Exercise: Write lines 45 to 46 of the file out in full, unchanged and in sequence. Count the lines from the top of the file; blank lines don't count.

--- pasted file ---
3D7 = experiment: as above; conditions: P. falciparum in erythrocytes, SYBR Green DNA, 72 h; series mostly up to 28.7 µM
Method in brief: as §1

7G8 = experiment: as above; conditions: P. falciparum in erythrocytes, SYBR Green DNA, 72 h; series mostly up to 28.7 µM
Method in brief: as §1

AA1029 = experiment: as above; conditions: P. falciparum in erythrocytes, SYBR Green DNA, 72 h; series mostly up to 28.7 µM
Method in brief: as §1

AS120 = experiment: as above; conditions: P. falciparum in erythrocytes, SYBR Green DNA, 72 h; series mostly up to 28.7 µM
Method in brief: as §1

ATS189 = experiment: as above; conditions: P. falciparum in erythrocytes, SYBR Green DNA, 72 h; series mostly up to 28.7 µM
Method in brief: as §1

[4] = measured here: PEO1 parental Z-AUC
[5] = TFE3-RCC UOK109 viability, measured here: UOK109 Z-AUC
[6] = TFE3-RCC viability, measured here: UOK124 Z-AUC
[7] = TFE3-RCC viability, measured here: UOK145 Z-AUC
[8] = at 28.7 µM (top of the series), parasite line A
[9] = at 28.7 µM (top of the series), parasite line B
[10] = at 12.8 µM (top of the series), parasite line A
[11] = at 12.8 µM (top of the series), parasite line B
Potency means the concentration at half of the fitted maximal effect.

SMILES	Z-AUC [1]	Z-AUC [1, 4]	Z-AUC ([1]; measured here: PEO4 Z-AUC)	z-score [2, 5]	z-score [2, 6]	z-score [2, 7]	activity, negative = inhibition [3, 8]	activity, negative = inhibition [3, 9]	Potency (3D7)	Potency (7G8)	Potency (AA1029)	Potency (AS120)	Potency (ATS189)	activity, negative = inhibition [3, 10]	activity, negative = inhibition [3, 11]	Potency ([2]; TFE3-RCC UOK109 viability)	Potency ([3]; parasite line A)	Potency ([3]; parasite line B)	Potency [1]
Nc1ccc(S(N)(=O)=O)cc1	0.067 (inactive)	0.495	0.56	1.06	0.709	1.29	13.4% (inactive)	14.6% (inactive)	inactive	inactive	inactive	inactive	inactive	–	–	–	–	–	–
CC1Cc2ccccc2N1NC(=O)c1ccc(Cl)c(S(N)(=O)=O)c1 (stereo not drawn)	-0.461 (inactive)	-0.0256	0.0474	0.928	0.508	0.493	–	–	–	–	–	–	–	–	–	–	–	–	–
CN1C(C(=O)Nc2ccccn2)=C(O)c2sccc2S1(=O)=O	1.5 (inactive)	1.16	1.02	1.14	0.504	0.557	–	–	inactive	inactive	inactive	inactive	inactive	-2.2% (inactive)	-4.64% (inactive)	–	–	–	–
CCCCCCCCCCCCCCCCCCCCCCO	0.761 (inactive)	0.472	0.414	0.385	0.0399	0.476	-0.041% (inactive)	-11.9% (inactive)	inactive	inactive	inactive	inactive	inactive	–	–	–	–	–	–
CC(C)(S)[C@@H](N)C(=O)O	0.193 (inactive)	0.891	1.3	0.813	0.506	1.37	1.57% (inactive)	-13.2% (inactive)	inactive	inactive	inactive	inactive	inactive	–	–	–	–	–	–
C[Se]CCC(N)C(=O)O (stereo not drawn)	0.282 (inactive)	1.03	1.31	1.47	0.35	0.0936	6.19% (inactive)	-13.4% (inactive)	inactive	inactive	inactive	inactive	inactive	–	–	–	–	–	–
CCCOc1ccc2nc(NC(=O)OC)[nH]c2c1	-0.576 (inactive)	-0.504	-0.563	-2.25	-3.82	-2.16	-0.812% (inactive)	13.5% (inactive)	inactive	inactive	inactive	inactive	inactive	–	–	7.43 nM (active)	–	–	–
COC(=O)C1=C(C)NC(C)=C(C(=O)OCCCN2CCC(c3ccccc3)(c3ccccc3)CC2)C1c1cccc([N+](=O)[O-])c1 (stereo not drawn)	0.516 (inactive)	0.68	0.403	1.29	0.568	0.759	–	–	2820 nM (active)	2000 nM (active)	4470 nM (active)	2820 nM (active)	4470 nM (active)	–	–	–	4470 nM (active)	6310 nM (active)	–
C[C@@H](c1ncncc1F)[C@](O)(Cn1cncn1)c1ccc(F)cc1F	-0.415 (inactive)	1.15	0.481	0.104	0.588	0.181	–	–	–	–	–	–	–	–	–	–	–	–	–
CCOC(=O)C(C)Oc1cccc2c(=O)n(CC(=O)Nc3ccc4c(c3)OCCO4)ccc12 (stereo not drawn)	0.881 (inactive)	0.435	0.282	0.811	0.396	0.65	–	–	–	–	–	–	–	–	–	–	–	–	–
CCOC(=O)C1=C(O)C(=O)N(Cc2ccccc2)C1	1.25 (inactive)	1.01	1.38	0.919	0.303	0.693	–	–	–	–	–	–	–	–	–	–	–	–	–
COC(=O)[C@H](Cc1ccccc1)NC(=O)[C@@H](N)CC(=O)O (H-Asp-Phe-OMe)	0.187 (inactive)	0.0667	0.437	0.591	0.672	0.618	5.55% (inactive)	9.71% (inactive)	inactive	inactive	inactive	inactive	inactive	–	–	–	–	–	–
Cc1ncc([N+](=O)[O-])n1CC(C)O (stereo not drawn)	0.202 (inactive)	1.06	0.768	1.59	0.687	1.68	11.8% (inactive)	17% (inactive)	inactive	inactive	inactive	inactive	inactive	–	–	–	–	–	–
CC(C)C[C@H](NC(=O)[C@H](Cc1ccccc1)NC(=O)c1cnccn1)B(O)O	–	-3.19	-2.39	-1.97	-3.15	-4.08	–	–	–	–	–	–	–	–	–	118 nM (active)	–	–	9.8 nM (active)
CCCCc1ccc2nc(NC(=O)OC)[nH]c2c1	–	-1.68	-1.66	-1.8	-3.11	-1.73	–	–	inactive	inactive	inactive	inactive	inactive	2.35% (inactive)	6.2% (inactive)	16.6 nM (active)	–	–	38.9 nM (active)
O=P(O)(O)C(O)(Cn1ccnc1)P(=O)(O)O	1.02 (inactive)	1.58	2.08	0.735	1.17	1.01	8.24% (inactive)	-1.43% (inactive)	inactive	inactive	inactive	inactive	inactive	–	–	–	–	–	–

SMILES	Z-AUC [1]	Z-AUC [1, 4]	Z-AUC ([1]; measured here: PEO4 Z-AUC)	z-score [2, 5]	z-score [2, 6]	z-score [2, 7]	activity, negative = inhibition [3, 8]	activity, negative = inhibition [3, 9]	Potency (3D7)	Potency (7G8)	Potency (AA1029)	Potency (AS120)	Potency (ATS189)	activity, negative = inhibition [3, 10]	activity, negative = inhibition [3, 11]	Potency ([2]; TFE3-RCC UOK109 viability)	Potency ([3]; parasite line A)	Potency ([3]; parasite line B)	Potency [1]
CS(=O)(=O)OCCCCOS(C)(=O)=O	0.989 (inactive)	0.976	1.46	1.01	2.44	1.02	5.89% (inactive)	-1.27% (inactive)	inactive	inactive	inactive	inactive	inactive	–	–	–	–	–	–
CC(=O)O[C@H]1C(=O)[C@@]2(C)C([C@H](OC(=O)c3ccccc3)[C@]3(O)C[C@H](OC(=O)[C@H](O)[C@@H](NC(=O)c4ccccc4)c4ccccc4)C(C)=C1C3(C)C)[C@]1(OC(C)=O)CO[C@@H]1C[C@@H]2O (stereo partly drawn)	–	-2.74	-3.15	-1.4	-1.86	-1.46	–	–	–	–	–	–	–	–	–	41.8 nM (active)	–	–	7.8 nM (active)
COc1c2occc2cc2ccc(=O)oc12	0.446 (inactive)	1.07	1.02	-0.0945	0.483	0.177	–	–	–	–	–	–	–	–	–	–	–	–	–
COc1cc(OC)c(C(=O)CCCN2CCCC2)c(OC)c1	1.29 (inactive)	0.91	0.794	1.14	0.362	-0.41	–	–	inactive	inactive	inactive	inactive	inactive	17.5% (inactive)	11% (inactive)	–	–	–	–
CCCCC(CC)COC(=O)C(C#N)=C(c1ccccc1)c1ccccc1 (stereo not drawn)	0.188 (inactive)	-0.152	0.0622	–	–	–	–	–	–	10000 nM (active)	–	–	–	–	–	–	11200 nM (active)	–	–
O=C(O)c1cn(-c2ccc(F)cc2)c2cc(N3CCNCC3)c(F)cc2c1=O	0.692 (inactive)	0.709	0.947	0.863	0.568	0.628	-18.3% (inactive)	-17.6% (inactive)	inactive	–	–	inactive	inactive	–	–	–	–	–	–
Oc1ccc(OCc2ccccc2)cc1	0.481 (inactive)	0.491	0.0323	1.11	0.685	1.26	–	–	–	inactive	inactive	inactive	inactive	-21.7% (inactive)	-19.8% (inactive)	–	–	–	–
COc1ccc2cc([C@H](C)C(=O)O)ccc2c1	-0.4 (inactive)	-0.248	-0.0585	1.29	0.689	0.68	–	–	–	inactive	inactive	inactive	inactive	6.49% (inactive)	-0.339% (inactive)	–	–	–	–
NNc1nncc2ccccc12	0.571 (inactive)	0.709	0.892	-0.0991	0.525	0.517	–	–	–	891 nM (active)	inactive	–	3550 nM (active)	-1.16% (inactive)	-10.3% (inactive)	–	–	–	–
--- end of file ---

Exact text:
COc1ccc2cc([C@H](C)C(=O)O)ccc2c1	-0.4 (inactive)	-0.248	-0.0585	1.29	0.689	0.68	–	–	–	inactive	inactive	inactive	inactive	6.49% (inactive)	-0.339% (inactive)	–	–	–	–
NNc1nncc2ccccc12	0.571 (inactive)	0.709	0.892	-0.0991	0.525	0.517	–	–	–	891 nM (active)	inactive	–	3550 nM (active)	-1.16% (inactive)	-10.3% (inactive)	–	–	–	–